Oh Bessy, I love you and I miss you and why did this book had to be so short? OK, I admit that five hundred pages do not constitute a short book, and yet, I could have read another five hundred EASILY, because Bessy.
I loved her instantly and quite unexpectedly as I had no idea she was going to be so flipping funny and adorable and smart and sweet… I was only looking for another Historian kind of book, something that had the same atmospheres, the same power to grab you. Little did I know.The Observations couldn’t be more different than The Historian. There are elements of gothic in it, but Bessy’s voice changes everything and it’s what makes this book so special and so addictive. It’s true that I have a weakness for Victorians maids stories. It probably started with Jane Eyre, even though I’ve always liked stories told from a working-class point of view. With their accents and all. So beware, if accents and bad grammar are not your thing, you might be bothered by Bessy’s narrative. Although I find hard to believe ANYONE would dislike Bessy.
So what happens in this book aside from Bessy being awesome? All sorts of things. It starts with Bessy, only 15 or thereabouts, being taken in as a housemaid by the beautiful Arabella Reid as soon as she finds out that Bessy can write and read, although she’s useless at actual housework stuff. She asks her, in return for her job offer, to write down her thoughts in a journal every night, but she doesn’t tell her why. Soon, Bessy finds out that her “missus” requires her to do a lot of other peculiar things, which have no apparent reason. Although Bessy is dumbfounded by her new mistress’ behaviour, she’s also almost instantly fascinated by her, and soon enough she develops this GINORMOUS and hopeless crush on Arabella. Seriously, Bessy has it really bad for her missus, so much that I had high hopes the book would soon veered toward Leztown, although I had never heard that was the case so I wasn’t realistically hoping it would, just quietly daydreaming about it. But then something happens and BAM, the book takes a completely (or so it seems) different turn. I still stayed on Bessy’s side all the way, all the time, especially then, when all I wanted was to give her a hug and tell her she didn’t deserve all that shit. I cheered for her and supported her even though I knew something awful was bound to happen, but still, she had her reasons. And then, little by little, her past is revealed and THE POOR CHILD OH MY GOD. It was almost a little too much, a little too tragic. It would have been completely over the top if, once again, Bessy’s voice didn’t level it all up. Or maybe, by that time I was so enamoured by her, just as much as she was by her missus, that I could have accepted anything she threw at me. What happens after is an almost inevitable avalanche, except I can’t say that what happens next (especially to Arabella) was so obvious. That I didn’t predict. But a lot of other big revelations could have been easily guessed. But does this make the book less addictive, less fun, less engrossing? No, it doesn’t.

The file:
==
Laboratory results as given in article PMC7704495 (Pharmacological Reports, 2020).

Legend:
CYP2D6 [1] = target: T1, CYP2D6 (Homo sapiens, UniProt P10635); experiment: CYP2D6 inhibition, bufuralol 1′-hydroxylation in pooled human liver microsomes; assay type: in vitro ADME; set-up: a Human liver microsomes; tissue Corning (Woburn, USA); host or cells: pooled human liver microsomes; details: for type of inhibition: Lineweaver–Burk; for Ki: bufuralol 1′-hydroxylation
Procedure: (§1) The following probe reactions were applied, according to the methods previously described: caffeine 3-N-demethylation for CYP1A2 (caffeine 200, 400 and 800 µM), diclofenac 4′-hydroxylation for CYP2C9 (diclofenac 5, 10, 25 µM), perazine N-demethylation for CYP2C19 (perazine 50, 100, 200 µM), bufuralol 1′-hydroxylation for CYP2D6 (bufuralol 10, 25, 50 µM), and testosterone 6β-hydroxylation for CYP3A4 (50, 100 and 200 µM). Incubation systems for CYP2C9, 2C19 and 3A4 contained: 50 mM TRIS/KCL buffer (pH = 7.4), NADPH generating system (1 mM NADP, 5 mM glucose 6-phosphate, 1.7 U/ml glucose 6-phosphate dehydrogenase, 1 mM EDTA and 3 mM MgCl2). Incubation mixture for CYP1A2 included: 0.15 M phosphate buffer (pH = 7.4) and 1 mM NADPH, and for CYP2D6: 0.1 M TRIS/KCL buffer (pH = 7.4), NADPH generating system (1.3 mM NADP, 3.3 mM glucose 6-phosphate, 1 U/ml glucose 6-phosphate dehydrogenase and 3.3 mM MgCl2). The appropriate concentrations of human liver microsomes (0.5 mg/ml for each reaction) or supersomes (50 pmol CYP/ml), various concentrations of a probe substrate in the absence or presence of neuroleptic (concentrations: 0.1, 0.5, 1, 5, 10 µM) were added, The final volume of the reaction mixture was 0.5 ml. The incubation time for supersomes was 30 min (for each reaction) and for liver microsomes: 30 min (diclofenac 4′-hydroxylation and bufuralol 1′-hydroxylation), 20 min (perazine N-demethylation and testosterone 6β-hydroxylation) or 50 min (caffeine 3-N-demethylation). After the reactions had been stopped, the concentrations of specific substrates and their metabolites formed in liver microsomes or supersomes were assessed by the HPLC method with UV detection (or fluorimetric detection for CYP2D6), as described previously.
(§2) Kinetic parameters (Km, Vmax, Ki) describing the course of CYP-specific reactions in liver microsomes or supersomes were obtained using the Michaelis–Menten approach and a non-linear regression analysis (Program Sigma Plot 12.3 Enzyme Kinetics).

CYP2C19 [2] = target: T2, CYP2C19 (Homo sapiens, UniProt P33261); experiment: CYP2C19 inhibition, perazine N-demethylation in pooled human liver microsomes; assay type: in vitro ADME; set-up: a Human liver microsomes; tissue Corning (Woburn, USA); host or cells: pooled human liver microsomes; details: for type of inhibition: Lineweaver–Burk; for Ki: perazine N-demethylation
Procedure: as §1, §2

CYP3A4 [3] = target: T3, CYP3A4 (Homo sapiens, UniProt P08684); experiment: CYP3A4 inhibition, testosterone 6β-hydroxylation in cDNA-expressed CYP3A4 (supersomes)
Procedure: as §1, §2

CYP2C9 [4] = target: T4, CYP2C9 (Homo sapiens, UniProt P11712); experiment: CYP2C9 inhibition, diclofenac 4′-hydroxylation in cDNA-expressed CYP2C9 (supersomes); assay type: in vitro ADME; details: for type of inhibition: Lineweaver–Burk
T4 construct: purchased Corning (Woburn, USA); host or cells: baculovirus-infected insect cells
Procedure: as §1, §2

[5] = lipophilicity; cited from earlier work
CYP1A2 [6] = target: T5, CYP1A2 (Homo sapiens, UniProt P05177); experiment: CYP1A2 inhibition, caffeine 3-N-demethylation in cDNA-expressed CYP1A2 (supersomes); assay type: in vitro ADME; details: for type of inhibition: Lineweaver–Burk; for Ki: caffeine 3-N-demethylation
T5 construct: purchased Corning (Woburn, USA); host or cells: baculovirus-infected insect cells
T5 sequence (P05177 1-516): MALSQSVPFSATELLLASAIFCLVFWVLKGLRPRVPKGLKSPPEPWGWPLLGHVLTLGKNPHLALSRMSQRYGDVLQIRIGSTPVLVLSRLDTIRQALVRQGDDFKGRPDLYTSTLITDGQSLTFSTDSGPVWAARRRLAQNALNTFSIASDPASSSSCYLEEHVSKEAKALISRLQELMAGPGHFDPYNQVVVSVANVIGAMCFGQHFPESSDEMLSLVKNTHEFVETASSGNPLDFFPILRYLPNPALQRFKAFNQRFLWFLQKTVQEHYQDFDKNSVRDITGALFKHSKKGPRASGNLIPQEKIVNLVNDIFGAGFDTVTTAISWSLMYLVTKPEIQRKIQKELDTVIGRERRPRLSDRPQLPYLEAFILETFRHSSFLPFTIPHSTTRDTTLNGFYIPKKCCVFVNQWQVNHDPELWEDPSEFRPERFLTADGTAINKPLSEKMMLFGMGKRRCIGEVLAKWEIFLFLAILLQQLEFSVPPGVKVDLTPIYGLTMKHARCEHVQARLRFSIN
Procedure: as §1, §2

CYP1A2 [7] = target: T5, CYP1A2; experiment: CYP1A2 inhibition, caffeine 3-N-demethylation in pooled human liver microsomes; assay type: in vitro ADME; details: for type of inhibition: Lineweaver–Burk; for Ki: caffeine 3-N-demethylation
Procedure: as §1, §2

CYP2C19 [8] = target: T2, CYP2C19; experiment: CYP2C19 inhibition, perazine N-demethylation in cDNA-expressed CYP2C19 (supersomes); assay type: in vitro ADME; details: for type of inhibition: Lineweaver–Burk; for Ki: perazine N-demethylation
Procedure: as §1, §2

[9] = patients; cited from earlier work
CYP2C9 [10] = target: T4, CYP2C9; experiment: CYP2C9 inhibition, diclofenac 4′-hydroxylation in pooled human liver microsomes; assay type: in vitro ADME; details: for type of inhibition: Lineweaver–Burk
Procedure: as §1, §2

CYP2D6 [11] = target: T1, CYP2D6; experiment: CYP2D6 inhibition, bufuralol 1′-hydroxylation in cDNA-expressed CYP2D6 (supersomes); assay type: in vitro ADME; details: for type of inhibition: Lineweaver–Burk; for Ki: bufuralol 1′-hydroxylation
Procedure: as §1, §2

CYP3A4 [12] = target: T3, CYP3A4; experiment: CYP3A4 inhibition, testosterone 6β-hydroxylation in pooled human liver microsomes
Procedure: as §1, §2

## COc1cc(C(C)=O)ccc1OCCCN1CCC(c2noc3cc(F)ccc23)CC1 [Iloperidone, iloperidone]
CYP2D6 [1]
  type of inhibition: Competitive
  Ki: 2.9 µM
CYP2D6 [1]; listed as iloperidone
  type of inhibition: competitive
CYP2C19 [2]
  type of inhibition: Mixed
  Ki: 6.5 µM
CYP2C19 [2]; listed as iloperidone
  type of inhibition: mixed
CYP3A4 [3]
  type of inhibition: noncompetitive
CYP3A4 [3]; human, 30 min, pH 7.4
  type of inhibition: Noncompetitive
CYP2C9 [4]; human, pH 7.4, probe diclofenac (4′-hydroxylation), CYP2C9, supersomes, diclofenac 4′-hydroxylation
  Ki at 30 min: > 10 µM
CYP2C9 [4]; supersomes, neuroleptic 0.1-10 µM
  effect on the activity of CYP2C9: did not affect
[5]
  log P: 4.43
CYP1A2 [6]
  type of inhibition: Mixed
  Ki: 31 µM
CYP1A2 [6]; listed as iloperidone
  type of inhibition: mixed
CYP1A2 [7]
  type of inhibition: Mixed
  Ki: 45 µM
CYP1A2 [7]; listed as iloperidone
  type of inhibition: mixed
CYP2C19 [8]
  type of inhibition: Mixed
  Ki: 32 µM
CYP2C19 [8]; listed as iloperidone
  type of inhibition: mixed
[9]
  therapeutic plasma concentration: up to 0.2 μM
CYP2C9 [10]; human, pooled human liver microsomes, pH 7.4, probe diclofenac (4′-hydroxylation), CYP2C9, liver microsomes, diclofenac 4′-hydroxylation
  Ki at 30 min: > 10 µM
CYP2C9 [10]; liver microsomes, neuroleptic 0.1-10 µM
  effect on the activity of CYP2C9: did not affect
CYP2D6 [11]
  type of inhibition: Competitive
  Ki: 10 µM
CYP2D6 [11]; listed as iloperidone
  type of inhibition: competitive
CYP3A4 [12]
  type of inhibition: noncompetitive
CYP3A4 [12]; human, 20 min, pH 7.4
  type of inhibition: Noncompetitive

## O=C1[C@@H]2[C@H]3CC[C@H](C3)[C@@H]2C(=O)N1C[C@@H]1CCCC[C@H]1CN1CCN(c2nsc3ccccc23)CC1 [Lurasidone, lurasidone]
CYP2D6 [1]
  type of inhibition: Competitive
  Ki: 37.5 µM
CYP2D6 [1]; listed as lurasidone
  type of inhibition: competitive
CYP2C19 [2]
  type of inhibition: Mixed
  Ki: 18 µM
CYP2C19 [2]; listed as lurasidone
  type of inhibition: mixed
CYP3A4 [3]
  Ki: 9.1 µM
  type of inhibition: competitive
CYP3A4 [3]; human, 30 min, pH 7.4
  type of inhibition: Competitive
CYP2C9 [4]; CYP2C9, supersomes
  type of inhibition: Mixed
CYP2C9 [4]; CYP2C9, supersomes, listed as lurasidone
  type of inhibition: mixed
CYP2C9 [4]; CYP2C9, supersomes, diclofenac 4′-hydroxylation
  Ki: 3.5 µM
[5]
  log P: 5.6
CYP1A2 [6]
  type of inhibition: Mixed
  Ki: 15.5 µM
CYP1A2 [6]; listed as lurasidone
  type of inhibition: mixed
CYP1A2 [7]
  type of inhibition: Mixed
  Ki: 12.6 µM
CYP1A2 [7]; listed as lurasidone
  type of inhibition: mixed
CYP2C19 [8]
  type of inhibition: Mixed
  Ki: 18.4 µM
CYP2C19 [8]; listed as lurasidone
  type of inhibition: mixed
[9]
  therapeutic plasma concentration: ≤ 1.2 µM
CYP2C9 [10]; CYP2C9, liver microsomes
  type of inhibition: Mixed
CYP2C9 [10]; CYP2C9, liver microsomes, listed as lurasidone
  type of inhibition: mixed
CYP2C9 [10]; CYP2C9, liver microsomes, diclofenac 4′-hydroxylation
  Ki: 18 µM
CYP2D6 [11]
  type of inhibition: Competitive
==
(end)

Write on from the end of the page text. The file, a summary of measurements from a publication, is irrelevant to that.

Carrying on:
So, yeah, I devoured this chunkster in less than 4 days and now I am at a loss because I can’t bring myself to be as invested in a book, and it’s all Bessy’s fault.